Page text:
The Fault In Our Stars

A book vs movie comparison & review.


The Fault In Our Stars is a highly acclaimed novel that falls under the category of young adult realistic fiction. This book, written by John Green, follows the budding love story of sixteen-year-old Hazel Green and seventeen-year-old Augustus Waters. The twist is, that they both suffer from different forms of cancer. Hazel has stage lV thyroid cancer and Augustus is in remission after losing his leg from a bone cancer called osteosarcoma. After they meet in a support group, they quickly charm each other. Beyond their shared cancer stories, they also bond over one of Hazel’s favorite books, An Imperial Affliction.

I don’t want to spoil anything that occurs after their few initial encounters, but I would say that it’s definitely worth the read. It was difficult to put down and I ended up finishing it in two days. Several copies can be found in the school library if you’d like to give it a read yourself. John Green did a beautiful job of capturing puppy love and the complexities that can arise when the horrible disease, that is cancer, comes into play. 

An article by The Washington Post, explains John Green’s motive for writing the best-selling book in the first place. “He was inspired by his early work as a children’s chaplain at a hospital and his friendship with one of his fans – 16-year-old Esther Earl, who died of thyroid cancer almost four years ago.” John Green also shared, “I couldn’t imagine that anyone would want to read it . . . But I just needed to write it.”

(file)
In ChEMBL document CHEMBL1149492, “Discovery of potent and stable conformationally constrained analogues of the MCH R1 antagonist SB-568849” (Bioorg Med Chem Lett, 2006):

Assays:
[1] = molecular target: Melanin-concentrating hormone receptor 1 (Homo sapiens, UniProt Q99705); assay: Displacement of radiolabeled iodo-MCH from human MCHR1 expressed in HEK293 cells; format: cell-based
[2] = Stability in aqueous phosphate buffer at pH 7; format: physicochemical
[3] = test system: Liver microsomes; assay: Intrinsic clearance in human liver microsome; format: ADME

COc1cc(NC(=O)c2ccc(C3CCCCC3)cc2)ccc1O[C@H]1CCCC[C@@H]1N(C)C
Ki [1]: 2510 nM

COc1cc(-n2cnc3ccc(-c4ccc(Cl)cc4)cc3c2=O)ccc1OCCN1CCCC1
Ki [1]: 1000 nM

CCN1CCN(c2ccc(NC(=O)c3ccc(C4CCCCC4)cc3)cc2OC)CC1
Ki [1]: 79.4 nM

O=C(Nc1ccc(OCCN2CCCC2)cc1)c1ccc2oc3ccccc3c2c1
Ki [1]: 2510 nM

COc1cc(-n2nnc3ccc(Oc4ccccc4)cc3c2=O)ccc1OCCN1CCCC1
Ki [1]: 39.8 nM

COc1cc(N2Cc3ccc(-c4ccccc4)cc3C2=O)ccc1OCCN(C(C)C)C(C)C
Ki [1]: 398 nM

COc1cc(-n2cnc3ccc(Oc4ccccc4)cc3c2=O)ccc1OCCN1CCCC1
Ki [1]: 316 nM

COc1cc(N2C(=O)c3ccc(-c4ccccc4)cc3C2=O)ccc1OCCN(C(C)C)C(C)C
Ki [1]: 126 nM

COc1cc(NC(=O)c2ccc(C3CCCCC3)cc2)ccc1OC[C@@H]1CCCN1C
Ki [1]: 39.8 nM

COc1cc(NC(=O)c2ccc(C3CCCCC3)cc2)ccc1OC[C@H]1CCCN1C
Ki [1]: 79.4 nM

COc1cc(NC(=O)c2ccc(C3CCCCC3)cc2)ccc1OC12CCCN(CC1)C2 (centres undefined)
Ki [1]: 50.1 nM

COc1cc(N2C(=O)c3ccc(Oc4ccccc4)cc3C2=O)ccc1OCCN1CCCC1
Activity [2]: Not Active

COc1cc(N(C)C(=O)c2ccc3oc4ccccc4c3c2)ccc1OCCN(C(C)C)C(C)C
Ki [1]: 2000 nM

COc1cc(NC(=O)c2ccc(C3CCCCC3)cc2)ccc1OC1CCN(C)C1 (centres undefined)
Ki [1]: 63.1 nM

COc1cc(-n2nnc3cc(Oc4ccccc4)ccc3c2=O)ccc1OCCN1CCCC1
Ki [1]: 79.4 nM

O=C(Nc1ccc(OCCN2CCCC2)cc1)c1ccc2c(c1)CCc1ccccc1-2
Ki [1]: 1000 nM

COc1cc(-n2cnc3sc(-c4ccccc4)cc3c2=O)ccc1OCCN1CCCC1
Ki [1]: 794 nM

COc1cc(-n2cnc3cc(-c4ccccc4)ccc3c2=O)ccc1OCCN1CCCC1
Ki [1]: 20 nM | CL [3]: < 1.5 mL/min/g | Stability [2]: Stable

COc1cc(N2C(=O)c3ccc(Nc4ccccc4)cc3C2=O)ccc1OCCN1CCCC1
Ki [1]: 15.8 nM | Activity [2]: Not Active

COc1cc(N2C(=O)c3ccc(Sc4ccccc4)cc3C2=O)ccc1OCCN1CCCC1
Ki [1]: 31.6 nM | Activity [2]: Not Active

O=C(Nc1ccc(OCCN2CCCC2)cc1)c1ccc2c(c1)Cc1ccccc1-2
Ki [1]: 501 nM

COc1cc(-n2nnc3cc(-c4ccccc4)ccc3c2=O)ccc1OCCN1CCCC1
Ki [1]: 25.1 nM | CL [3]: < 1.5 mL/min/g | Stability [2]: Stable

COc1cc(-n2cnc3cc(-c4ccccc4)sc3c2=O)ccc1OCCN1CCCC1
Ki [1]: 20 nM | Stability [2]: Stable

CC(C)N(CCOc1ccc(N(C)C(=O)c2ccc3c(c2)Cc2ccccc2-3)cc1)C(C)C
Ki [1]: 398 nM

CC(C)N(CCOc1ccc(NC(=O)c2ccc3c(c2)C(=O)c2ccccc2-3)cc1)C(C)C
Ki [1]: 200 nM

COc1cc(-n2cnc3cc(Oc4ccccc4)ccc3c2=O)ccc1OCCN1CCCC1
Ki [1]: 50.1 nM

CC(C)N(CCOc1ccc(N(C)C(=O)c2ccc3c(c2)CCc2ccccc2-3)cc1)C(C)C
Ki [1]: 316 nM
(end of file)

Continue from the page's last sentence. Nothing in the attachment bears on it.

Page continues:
The book was picked up by Josh Boone in 2014 and adapted into a film that turned out to be just as (if not more) popular. The witty and charming main characters were played by Shailene Woodly and Ansel Elgort. John Green made his own cameo, playing a little girl’s father for a brief scene in the movie. 

The movie stayed true to the book in several ways but if I had to choose one, I would say that I definitely preferred the book. I feel as if the movie rushed along some of the important scenes that deserved more screen time. Both were well made, but the book is a clear winner in my mind. However, I might be a tad bit biased because I watched the movie immediately after reading the book.